Heavy-duty master lock

Do You Need an RV Battery Lock?

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Anything worth money runs the risk of being stolen – RV batteries are no exception. If you’ve shopped for an RV battery recently, you know that they range from “not cheap” to “super-duper expensive.” You definitely don’t want anyone walking away with yours. So, do you need an RV battery lock?

A battery box combined with a battery lock will lower the chances that a thief will manage to get their hands on yours. At the very least, it will keep an honest person honest.

Whether you really need a battery lock or not will depend on what type of RV you have and where you store it when it’s not in use. We’ve put together a guide on RV battery locks to help you decide if you need one and what’s the best type for you.

What Recreational Vehicles Need Battery Locks?

SUV and travel trailer out on the road
Travel trailers benefit the most from batter locks

Not every RV or trailer owner needs to worry about getting a lock for their battery because not all RVs have their battery located where someone can (easily) steal it. Motorhomes and campervans will have the battery located under the hood, so it’s unlikely that these will be stolen. Batteries in fifth-wheels are usually already locked away in a secure compartment.

That means that RV battery boxes and locks are most helpful for those RVers hauling a travel trailer. On trailers, the battery typically sits between the trailer and your vehicle, making it the easiest option for thieves looking to snag one. While batteries could be stolen while you’re using the trailer, the most important time to think about securing them is when your travel trailer is in storage.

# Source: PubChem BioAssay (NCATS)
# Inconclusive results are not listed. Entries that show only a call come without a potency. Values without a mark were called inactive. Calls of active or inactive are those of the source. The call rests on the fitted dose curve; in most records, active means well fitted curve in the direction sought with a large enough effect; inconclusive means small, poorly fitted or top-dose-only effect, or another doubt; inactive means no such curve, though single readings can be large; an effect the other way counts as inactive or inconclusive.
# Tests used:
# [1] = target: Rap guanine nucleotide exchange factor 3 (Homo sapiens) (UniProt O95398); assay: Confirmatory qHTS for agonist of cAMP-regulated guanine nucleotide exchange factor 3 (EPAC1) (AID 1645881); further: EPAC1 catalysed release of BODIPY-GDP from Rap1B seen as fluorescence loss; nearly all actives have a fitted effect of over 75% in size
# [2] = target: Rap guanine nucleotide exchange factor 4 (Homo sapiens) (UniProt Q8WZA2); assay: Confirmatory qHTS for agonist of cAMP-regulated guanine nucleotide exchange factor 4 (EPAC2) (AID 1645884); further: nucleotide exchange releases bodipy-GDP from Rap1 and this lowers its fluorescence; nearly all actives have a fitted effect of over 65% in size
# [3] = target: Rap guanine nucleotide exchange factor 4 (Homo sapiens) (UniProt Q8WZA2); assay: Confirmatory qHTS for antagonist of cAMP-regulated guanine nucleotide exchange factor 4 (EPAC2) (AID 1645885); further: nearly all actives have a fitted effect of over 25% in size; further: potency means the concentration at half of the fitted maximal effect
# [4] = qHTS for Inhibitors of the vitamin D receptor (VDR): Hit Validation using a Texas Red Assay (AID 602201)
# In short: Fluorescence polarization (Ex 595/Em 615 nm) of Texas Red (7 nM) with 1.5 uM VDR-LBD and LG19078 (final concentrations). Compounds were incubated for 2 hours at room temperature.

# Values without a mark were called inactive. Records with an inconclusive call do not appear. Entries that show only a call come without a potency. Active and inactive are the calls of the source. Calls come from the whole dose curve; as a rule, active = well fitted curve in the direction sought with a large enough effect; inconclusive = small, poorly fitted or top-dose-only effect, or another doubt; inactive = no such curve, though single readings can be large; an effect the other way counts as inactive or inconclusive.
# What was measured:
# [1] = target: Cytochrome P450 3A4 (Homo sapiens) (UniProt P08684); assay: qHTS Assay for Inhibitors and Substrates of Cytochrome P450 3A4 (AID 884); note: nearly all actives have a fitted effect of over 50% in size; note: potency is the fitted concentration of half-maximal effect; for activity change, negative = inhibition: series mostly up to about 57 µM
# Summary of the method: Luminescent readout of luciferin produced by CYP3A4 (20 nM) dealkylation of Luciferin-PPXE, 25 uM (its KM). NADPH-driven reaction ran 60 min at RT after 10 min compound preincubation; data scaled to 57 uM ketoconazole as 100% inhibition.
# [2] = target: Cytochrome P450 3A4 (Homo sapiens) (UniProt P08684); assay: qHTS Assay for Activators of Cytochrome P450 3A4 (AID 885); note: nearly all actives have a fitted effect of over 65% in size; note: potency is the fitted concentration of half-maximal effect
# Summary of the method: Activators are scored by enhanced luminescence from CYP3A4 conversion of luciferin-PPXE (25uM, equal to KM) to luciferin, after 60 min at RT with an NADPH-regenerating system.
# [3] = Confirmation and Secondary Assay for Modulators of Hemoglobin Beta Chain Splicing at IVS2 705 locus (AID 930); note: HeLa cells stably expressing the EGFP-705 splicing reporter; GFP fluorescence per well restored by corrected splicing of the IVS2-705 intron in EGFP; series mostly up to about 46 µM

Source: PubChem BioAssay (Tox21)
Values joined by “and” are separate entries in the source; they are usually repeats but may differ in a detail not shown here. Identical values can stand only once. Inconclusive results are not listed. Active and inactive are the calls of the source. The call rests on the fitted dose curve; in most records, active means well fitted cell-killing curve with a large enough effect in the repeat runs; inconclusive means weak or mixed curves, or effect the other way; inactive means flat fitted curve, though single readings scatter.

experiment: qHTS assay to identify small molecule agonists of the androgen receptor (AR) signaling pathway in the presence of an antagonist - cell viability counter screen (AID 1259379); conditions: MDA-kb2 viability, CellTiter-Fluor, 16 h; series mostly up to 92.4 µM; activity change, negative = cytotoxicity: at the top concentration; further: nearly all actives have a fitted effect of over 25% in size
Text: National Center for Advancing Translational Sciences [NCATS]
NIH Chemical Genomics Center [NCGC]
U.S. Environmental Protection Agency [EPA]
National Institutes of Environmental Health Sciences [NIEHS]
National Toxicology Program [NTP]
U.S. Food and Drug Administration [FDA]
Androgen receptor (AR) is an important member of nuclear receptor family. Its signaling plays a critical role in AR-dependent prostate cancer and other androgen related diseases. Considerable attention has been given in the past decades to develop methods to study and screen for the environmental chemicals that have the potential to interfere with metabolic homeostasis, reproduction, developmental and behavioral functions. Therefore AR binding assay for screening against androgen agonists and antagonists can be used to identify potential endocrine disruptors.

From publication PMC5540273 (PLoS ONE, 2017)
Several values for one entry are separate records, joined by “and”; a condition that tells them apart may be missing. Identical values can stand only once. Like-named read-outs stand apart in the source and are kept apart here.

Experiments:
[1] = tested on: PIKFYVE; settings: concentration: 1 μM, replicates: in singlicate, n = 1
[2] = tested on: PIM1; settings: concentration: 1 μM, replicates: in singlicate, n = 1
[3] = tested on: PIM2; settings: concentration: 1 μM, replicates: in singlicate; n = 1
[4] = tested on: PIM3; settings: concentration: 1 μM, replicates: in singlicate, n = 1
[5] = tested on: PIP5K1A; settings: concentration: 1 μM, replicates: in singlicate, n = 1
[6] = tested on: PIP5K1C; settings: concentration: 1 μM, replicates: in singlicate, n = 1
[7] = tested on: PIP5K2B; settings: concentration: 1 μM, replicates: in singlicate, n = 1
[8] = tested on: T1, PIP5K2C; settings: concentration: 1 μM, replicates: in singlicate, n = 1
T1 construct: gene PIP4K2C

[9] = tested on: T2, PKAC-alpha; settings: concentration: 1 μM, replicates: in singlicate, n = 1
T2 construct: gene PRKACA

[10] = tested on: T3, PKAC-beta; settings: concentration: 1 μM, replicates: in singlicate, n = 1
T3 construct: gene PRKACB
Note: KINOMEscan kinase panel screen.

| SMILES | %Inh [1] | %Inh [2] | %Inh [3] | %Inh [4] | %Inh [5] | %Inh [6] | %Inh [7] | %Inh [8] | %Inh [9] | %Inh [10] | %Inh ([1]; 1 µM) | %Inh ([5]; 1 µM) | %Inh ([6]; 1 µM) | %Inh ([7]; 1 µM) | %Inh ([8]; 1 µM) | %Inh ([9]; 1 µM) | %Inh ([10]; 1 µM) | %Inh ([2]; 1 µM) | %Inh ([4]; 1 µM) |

What is an RV Battery Lock?

An RV battery lock is used to prevent the theft of your RV battery. It can be chains, cables, or brackets or used in conjunction with a battery box.

Another option is to mimic the fifth-wheel setup and move the battery to a secured compartment on your trailer. Choosing a configuration for your trailer will depend on how many batteries you have, where you prefer to store them, and what equipment you already own.

Pros and Cons of Battery Locks

RV batteries can get extremely expensive, with some costing hundreds of dollars (looking at you, lithium-ion batteries). If you have two of them, that could easily be over a thousand dollars worth of batteries for your RV.

The main pro of having a battery lock is preventing someone from stealing it. Unfortunately, not all insurance options cover battery theft, so it’s best to avoid that disaster altogether. Lockboxes also protect batteries from the elements.

The pros of having some sort of locking system on your battery far outweigh the cons. That being said, depending on which lock you go with, you might have to spend a decent amount of money upfront. Aside from upfront costs, battery locks can also slow down your access to batteries.

Types of RV Battery Locking Systems

There are many different types of RV battery locking systems.

RV Battery Lock Box

Product shot of the RV Battery Lock Box
The RV Battery Lock Box fits two batteries and has three different configuration options – Photo from Amazon

An RV battery box is a heavy-duty container that works to both protect your battery from the elements as well as sticky fingers. They are usually made of polypropylene, aluminum, or other non-corrosive materials. While many battery boxes are designed with security in mind, some are only for storage, so make sure to read the specs on individual options when shopping.